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Publisher's Summary

From Donald Ray Pollock, author of the highly acclaimed The Devil All the Time and Knockemstiff, comes a dark, gritty, electrifying (and, disturbingly, weirdly funny) new novel that will solidify his place among the best contemporary American authors.

It is 1917, in that sliver of borderland that divides Georgia from Alabama. Dispossessed farmer Pearl Jewett ekes out a hardscrabble existence with his three young sons: Cane (the eldest, handsome, intelligent); Cob (short, heavyset, a bit slow); and Chimney (the youngest, thin, ill-tempered). Several hundred miles away in Southern Ohio, a farmer by the name of Ellsworth Fiddler lives with his son, Eddie, and his wife, Eula. After Ellsworth is swindled out of his family's entire fortune, his life is put on a surprising, unforgettable, and violent trajectory that will directly lead him to cross paths with the Jewetts. No good can come of it. Or can it?

In the Gothic tradition of Flannery O'Connor and Cormac McCarthy, with a healthy dose of cinematic violence reminiscent of Sam Peckinpah, Quentin Tarantino, and the Coen Brothers, the Jewetts and the Fiddlers will find their lives colliding in increasingly dark and horrific ways, placing Donald Ray Pollock firmly in the company of the genre's literary masters.

©2016 Donald Ray Pollock (P)2016 Random House Audio

Critic Reviews

"In a crowded room full of voices, Don Pollock's voice is so distinct you'll hear first and won't ever, ever forget it. Nor will you want to. And the kicker is this: He somehow keeps getting better." (Tom Franklin, author of Poachers and Crooked Letter, Crooked Letter)
" The Heavenly Table is the latest and strongest evidence that Donald Ray Pollock is one of the most talented and original writers at work today. With uniquely vivid and graceful prose he renders a tale destined to linger in the reader's mind, a story by turns violent and darkly amusing, and always powerful. The novel is sure to be ranked among the year's best." (Michael Koryta, New York Times best-selling author of Those Who Wish Me Dead)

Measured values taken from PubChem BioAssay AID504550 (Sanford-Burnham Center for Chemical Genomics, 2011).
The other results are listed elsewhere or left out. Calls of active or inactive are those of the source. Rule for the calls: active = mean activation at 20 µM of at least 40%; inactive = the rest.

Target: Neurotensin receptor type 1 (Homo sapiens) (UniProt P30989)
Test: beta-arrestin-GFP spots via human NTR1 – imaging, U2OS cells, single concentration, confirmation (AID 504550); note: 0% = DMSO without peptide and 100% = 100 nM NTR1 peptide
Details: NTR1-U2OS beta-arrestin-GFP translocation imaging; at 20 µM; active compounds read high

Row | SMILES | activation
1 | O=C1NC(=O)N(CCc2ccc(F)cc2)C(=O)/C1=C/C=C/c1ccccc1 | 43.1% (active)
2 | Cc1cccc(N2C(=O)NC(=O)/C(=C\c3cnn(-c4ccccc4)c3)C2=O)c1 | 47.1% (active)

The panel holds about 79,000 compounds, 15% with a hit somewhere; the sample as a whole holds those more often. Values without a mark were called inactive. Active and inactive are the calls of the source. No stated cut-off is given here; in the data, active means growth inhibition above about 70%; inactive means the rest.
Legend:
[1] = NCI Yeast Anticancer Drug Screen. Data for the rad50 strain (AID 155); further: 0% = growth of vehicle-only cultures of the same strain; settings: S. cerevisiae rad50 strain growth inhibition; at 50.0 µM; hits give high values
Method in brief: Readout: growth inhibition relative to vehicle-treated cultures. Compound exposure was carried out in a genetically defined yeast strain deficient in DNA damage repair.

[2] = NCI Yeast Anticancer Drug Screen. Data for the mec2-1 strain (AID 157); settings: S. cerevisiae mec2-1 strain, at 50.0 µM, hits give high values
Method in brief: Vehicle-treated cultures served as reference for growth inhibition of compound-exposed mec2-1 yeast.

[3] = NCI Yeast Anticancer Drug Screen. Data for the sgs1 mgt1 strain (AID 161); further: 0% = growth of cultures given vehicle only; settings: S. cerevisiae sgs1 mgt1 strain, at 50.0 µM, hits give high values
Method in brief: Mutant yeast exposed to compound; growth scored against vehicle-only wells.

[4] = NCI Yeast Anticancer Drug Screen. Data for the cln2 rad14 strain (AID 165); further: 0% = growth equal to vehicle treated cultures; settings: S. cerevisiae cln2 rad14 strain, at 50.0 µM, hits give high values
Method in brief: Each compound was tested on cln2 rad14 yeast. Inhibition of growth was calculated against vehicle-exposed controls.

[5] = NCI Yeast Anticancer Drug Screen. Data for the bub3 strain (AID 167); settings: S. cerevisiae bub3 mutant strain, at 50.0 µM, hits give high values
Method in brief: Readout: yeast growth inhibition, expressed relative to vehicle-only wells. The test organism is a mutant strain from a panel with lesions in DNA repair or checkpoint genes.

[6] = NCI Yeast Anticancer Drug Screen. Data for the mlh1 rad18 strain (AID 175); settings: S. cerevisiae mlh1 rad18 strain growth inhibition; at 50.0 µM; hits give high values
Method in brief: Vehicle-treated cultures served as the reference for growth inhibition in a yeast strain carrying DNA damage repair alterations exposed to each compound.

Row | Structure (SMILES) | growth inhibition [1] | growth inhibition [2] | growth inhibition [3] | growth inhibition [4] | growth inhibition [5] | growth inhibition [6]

" The Heavenly Table is a ferociously gothic ballad about desperate folks with improbable dreams and scant means. It is potent and chimeric, dank, violent, swamped in tragedy - and funny as hell." (Daniel Woodrell, author of The Maid's Version and Winter's Bone)

What members say

Average Customer Ratings

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  • Darwin8u
  • Mesa, AZ, United States
  • 09-27-16

Transgressive, just not transcendent.

"It still amazed him how you could just be plugging along, stuck in the deepest depression, and then something a little bit wonderful happened that suddenly changed your outlook on everything, that turned your world from darkness to light, made you glad you were still walking the earth."
- Donald Ray Pollack, The Heavenly Table

I really liked Pollock's first novel The Devil All the Time. I thought of it as a mash-up between Chuck Palahniuk and Dashiell Hammett. I've heard people talk about this book in terms of Gogol, Meyer, or McCarthy. Pollock has a lot of talent and is a master of transgressive fiction, but his prose in this novel just seemed (to me) a bit thin. The novel didn't drill me as hard as 'The Devil All the Time'. It just seemed a bit too messy and contrived.

I think Mel captures the essence of Pollock's fiction. He writes "angry, bizarre, violent, raw, raunchy, and darkly hilarious novels". He seems like balancing between the world between the outcast, the carny, the pervert, and the creep. In this novel he spends a couple hours in the fecal swamps to find a couple silver dollars. I guess it would have been worth the sh!t swim if the payout was just a bit more.

14 of 17 people found this review helpful

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Another Punch of Pollock!

Like chewing dirt. Pollock's still angry, bizarre, violent, raw, raunchy, and darkly hilarious. He writes like he sold his soul to the devil for the gift, and his stories feel like they should be read in the back rooms of dens of iniquity then slept off for months. I've been hooked since [Knockemstiff], unable to kick the Pollock habit. It's not as tight as his previous, but it's still decadently twisted and addictive. The only reason I'm withholding that 5th * is to hold onto what's left of my female dignity and feign consternation. (And, as good as it might be, I have to compare to his previous humdingers.) Pollock is granite, unchanging and unapologetic. Pollock fans rejoice...newcomers to DRP, you've been warned.

12 of 16 people found this review helpful

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  • Lindsay
  • Valley, Alabama United States
  • 12-29-16

Another great story and presentation

Where does The Heavenly Table rank among all the audiobooks you’ve listened to so far?

This is in my top 3.

Who was your favorite character and why?

I liked all three of the Jewett brothers.They played well off of each other. Cane and Chimney's devotion to Cob was touching.

Have you listened to any of Kirby Heyborne’s other performances before? How does this one compare?

I have listened to Kirby before. I think that he does a great job. He contrasts the voices very well. His regional dialects are very good as well.

If you could rename The Heavenly Table, what would you call it?

"The Heavenly Table" is well named. I might try "Long Ride to the Table."

Any additional comments?